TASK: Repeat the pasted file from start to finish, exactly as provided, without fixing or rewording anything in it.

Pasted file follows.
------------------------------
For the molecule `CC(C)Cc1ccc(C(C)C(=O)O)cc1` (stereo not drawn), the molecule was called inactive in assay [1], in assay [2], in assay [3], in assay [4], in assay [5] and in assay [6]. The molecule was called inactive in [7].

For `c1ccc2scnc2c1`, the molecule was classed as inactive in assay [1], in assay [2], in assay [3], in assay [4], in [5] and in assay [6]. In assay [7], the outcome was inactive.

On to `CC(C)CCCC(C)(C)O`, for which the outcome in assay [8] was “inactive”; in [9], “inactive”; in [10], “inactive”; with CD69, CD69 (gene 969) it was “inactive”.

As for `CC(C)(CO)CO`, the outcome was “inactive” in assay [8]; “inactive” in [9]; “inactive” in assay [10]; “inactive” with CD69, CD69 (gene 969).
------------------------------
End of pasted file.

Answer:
For the molecule `CC(C)Cc1ccc(C(C)C(=O)O)cc1` (stereo not drawn), the molecule was called inactive in assay [1], in assay [2], in assay [3], in assay [4], in assay [5] and in assay [6]. The molecule was called inactive in [7].

For `c1ccc2scnc2c1`, the molecule was classed as inactive in assay [1], in assay [2], in assay [3], in assay [4], in [5] and in assay [6]. In assay [7], the outcome was inactive.

On to `CC(C)CCCC(C)(C)O`, for which the outcome in assay [8] was “inactive”; in [9], “inactive”; in [10], “inactive”; with CD69, CD69 (gene 969) it was “inactive”.

As for `CC(C)(CO)CO`, the outcome was “inactive” in assay [8]; “inactive” in [9]; “inactive” in assay [10]; “inactive” with CD69, CD69 (gene 969).